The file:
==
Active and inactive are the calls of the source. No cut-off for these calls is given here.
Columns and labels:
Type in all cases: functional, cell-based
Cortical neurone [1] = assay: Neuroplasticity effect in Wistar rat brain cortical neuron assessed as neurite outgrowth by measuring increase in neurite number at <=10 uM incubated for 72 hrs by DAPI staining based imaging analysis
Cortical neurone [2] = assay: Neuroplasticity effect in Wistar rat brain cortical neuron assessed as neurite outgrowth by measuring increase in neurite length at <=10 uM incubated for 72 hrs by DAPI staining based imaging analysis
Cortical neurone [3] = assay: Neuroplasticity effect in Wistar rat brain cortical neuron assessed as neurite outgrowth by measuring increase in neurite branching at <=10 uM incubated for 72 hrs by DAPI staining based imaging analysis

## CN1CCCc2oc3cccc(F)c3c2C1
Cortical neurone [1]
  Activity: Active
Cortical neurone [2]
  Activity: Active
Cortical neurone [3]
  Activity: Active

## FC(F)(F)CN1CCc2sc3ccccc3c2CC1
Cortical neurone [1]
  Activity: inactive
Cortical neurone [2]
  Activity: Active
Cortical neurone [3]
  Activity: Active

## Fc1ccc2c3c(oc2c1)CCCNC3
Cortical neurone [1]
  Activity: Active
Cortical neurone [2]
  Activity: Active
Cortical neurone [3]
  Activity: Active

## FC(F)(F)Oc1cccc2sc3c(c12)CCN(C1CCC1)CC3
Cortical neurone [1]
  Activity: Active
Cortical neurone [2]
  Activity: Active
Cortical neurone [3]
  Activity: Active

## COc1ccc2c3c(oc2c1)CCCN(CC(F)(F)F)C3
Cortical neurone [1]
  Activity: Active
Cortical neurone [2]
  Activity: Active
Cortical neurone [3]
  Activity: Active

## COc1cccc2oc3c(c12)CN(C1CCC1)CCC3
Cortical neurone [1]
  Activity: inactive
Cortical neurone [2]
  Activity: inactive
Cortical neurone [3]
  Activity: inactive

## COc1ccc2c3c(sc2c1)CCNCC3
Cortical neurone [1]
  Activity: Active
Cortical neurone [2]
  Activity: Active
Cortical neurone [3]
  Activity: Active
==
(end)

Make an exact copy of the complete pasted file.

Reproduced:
Active and inactive are the calls of the source. No cut-off for these calls is given here.
Columns and labels:
Type in all cases: functional, cell-based
Cortical neurone [1] = assay: Neuroplasticity effect in Wistar rat brain cortical neuron assessed as neurite outgrowth by measuring increase in neurite number at <=10 uM incubated for 72 hrs by DAPI staining based imaging analysis
Cortical neurone [2] = assay: Neuroplasticity effect in Wistar rat brain cortical neuron assessed as neurite outgrowth by measuring increase in neurite length at <=10 uM incubated for 72 hrs by DAPI staining based imaging analysis
Cortical neurone [3] = assay: Neuroplasticity effect in Wistar rat brain cortical neuron assessed as neurite outgrowth by measuring increase in neurite branching at <=10 uM incubated for 72 hrs by DAPI staining based imaging analysis

## CN1CCCc2oc3cccc(F)c3c2C1
Cortical neurone [1]
  Activity: Active
Cortical neurone [2]
  Activity: Active
Cortical neurone [3]
  Activity: Active

## FC(F)(F)CN1CCc2sc3ccccc3c2CC1
Cortical neurone [1]
  Activity: inactive
Cortical neurone [2]
  Activity: Active
Cortical neurone [3]
  Activity: Active

## Fc1ccc2c3c(oc2c1)CCCNC3
Cortical neurone [1]
  Activity: Active
Cortical neurone [2]
  Activity: Active
Cortical neurone [3]
  Activity: Active

## FC(F)(F)Oc1cccc2sc3c(c12)CCN(C1CCC1)CC3
Cortical neurone [1]
  Activity: Active
Cortical neurone [2]
  Activity: Active
Cortical neurone [3]
  Activity: Active

## COc1ccc2c3c(oc2c1)CCCN(CC(F)(F)F)C3
Cortical neurone [1]
  Activity: Active
Cortical neurone [2]
  Activity: Active
Cortical neurone [3]
  Activity: Active

## COc1cccc2oc3c(c12)CN(C1CCC1)CCC3
Cortical neurone [1]
  Activity: inactive
Cortical neurone [2]
  Activity: inactive
Cortical neurone [3]
  Activity: inactive

## COc1ccc2c3c(sc2c1)CCNCC3
Cortical neurone [1]
  Activity: Active
Cortical neurone [2]
  Activity: Active
Cortical neurone [3]
  Activity: Active